Your patience and understanding during this crucial time, while he is learning a new way of talking, is of great importance. Also, do not forget the two magic words, praise and encouragement; they can work wonders. Avoid anticipating his needs, requests, or even his words. It may be easier for you to say a word for him, but it is far wiser to give him the chance to say it himself. It may take longer for him to say the word, but he will be grateful for your few moments of silent understanding. Give him the opportunity to speak.
Another thing, don't nod and pretend you understand when he says something that you really don't understand. Be honest. Tell him you didn't understand what he said and ask him to tell you again. Also, if you have a hearing loss, you are going to have trouble hearing him because his voice is not as loud as it was before and it probably never will be. Don't be vain! Get a hearing evaluation from an otologist or an audiologist (not a hearing aid dealer) for it could be that you might benefit from a hearing aid. You might be the problem in a situation like this, not him.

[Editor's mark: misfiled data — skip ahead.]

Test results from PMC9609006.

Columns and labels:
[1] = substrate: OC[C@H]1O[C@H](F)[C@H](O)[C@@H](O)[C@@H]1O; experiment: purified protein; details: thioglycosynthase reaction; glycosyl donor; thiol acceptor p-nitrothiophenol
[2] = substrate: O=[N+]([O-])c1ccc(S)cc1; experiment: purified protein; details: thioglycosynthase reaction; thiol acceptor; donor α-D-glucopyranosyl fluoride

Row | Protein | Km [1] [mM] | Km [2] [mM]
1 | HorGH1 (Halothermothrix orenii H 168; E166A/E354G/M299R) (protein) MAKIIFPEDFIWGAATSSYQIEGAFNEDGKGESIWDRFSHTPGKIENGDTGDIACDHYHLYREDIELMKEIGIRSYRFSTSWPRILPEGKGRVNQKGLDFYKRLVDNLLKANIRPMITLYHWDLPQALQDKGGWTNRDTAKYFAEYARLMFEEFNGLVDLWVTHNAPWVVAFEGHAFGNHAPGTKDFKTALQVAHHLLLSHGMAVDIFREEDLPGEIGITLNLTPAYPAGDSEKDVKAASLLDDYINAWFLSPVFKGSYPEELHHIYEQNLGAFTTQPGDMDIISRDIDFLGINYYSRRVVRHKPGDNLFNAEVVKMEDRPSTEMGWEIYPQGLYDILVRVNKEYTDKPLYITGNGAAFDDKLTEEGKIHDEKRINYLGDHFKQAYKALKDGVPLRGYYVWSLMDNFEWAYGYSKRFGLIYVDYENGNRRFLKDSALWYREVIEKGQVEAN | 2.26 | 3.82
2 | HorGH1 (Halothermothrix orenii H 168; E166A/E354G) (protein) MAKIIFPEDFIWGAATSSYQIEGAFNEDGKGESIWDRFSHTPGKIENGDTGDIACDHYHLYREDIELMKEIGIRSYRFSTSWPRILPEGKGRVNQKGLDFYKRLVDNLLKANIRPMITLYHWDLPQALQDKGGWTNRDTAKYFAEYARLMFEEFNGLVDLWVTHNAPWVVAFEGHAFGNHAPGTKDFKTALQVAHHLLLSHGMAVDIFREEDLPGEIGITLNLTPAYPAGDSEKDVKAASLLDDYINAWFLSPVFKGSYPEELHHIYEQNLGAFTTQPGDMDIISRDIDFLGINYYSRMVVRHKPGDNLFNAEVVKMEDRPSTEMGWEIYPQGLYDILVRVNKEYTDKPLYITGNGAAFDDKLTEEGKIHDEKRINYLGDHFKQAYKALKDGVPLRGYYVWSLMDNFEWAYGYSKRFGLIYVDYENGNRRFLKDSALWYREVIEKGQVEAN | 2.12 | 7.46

Your interest in his speech.
Another important way for you to help is by showing interest, not just curiosity, but genuine and sincere interest. Show him that you are interested in his progress and in his homework. It may seem rather monotonous for you to listen to him saying the simple words in his lesson plan; nevertheless, to him these simple sounds are more glorious than reciting the Gettysburg Address, for he is performing a miracle, talking without vocal cords.
Remind him to practice and to be faithful to his homework assignments, but do not nag him to practice. Short but frequent practice periods are far better than long and infrequent sessions. It is not how long he practices but how often that makes the difference.
Many times an individual learning to talk again forgets that he is just learning, and tries to say too many words at a time and may "run out of sound." He must learn to say a few words at a time. As his speech production improves, he will be able to say words more quickly. Eventually he may talk almost as rapidly as he formerly did; therefore he must learn to pace his speech and to talk a little bit slower. Again be very careful to remind, not nag.